Comment 95671

By positive1@cogeco.ca (registered) | Posted December 07, 2013 at 15:31:01

Responding to quotes from notlloyd: "I would venture that most people want cheap, efficient, time saving and pollution minimizing transit. I think drivers get frustrated when they pay the lion’s share of the taxes, through gasoline, income, sales and property taxes to see the resource of the roads unfairly shared. They are the majority, they pay the most, and their lives are shared in the sense that their labour is translated into taxes. Quite rightfully they become annoyed when they see a rarely used bike lane eliminating their efficient, time saving cheap and pollution minimizing travel"

I would like to respond to many of notlloyd's comments but I will address one paragraph that stands out which I find arrogant, and insulting. How did you surmise that "driver's pay the lions share of taxes?" Of course they would pay tax on gasoline. Bikes and pedestrians don't use it. "Income?" Are you implying that cyclists are not gainfully employed, therefore have to income to pay tax on? This may come from an antiquated notion that only people who cannot afford cars would ever purchase a bicycle. Really? As for "Sales and property taxes". Again, rather arrogant to think that cyclists don't pay sales taxes on goods and services (that would included purchase of a car or bike). Of course you would pay more tax for a car purchase but only in an absolute sense. Percentage-wise would it not be the same? It is your choice to purchase a more expensive vehicle.

"Drivers … sees the resources of the road unfairly shared"

How does that work? Cars have had the run of all the roads, well .. forever. Only in the recent past have bike been able to eke our a small fraction of the roadway (bike lanes) and only on a handful of roads - bike lanes which many drivers ignore, park in, open doors in etc. A 1m strip of pavement is not an unfair use of the resources of the roads. Now that they are actually installing a full lane here and there, it will make it safer for cyclists. Do you object to cyclists having a small measure of safety so you can get to work 3 min sooner? Sharing means we all put a little water in our wine. You want the whole bottle is seems - even though cyclists help to purchase it.

"They are the majority, they pay the most, and their lives are shared in the sense that their labour is translated into taxes."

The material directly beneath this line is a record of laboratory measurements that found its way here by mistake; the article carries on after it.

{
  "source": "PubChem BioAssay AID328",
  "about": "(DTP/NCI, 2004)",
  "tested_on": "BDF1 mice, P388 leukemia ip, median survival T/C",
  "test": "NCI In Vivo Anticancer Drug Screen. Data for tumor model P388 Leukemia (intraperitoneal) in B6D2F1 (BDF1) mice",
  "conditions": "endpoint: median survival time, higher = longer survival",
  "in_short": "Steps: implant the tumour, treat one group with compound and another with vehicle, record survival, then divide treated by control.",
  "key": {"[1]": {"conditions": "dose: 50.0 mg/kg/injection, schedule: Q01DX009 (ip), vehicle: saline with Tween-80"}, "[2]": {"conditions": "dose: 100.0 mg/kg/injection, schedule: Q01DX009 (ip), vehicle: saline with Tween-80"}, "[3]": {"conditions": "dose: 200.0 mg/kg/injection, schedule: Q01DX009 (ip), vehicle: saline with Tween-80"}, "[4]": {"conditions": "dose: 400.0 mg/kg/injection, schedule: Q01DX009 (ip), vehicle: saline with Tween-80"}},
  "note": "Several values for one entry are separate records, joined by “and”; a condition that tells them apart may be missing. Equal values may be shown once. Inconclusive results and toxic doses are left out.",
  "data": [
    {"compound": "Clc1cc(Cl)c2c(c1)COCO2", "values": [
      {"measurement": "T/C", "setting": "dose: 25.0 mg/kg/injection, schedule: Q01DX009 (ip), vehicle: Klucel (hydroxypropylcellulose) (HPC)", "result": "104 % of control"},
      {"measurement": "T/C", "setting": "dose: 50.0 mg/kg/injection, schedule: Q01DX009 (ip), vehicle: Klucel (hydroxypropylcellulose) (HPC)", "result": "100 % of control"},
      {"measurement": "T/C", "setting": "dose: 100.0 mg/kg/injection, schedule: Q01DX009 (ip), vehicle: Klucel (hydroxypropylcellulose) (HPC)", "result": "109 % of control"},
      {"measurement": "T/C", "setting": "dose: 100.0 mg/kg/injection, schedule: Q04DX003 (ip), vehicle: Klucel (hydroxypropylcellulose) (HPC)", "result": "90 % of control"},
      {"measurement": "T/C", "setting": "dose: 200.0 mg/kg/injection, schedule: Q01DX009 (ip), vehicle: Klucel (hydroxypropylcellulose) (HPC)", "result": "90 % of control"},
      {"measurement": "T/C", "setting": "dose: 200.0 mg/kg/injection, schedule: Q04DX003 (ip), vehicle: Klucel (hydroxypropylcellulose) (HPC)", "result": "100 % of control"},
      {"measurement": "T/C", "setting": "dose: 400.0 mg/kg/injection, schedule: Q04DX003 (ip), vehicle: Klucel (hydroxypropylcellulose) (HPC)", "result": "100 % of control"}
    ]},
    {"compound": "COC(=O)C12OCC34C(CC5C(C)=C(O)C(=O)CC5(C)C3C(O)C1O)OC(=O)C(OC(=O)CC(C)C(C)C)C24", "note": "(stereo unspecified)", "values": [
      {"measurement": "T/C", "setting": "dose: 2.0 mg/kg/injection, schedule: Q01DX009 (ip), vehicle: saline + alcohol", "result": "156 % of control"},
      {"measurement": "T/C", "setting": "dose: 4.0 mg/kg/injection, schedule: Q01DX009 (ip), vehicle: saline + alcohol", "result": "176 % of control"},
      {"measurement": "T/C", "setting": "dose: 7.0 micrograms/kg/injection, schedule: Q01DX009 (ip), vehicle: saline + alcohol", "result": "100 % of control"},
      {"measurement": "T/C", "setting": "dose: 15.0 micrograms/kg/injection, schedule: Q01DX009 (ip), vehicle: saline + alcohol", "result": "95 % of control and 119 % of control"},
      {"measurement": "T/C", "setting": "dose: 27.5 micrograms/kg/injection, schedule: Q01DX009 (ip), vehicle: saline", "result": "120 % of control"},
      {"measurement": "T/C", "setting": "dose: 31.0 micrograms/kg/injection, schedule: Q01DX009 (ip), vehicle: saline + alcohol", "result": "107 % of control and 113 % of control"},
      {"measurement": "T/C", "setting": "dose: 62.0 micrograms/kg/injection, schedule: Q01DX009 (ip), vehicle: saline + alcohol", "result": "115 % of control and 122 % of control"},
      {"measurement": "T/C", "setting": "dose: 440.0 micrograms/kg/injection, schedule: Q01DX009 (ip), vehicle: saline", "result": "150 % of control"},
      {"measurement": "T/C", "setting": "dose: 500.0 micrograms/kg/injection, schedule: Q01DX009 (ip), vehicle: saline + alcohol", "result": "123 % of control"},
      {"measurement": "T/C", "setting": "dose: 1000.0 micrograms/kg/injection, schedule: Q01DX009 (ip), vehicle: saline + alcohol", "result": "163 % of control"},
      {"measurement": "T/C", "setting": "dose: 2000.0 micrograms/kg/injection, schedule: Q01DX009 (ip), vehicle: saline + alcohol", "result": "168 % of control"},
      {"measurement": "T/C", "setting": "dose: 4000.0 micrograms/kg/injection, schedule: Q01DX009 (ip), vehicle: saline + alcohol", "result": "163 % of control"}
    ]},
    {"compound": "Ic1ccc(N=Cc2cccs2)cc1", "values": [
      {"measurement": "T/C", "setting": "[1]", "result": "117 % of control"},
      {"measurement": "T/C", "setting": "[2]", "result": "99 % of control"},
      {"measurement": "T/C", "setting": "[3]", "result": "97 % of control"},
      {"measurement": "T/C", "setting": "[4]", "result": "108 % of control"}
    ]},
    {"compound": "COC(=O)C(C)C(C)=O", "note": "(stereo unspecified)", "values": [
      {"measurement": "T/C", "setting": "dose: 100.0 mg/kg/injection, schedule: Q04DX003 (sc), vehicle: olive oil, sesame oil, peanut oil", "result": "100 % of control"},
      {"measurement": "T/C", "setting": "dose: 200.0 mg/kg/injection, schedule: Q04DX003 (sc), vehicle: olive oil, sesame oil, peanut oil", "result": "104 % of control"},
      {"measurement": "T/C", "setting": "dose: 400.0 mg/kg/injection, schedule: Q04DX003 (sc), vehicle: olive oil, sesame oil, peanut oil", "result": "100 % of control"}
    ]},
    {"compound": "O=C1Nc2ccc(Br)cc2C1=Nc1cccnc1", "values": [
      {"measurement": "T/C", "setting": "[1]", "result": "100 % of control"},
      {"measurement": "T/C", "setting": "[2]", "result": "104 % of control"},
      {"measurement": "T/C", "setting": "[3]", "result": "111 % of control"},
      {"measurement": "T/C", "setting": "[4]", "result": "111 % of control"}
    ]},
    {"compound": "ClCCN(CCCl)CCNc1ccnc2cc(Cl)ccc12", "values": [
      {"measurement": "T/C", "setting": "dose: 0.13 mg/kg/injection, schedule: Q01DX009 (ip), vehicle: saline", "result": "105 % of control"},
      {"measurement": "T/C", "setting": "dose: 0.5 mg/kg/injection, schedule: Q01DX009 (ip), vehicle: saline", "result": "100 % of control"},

Again, the god-given entitlement that car drivers rule and to hell with anyone else who challenges their superiority, income, largesse. I've got news for you. My labour is translated into taxes too.

"Quite rightfully they become annoyed when they see a rarely used bike lane eliminating their efficient, time saving cheap and pollution minimizing travel"

This is the most puzzling sentence in your whole argument. In what world is a car the cheapest mode of travel? How is a car minimizing pollution over a bike? Huh? It may be time saving but again, your wish to whiz through downtown merits no points in my book unless you drive an ambulance or fire truck. You don;t seem to consider the health and safety of those people in whose neighbourhoods you rush through. Here is an acid test. See how you like cars driving on your street at 80kph. As for the "… rarely used bike lane…" - I have seen many empty lanes on Main St., Cannon St., Wilson St., and I also get annoyed wondering "What a waste. Why don't they turn one of those unused lanes into a bike lane so I don't have to risk my life and limb riding on them?" Your wish to save a couple of minutes commuting apparently trumps cyclists right to survival. This is not hyperbole.

By the way, in the interest of full disclosure, I also drive a car when I cannot ride my bike (which I paid tax on as well as my income but I do not lord it over others more or less fortunate than myself nor use it as a hammer to impose my will). However, I try to ride as often as possible, knowing that my bike puts much less wear and tear on the roads compared to cars so it benefits everyone, including car drivers and cyclists. My bike also pollutes less (read: none) so it benefits everyone, both car drivers and cyclists. My bike frees up a space in a lane of traffic so you can get to work faster. Riding also improves my health (if I don't get hit by a distracted driver) which lowers health care cost for the province (hence, lower taxes for you). Multiply my cost savings to taxpayers (that would be you AND me brother) by thousands of cyclists and you can see how this works to the benefit of all. Regardless of your other arguments about pipes and water, democracy etc., you have tipped your hand in this one paragraph. Your attitude seems to be one of "Me first". I suggest you try to broaden your concern past your own steering wheel. Better yet, get on a bike and see for yourself the other side of the argument. Those who cycle and drive cars may have a better overview of the situation.

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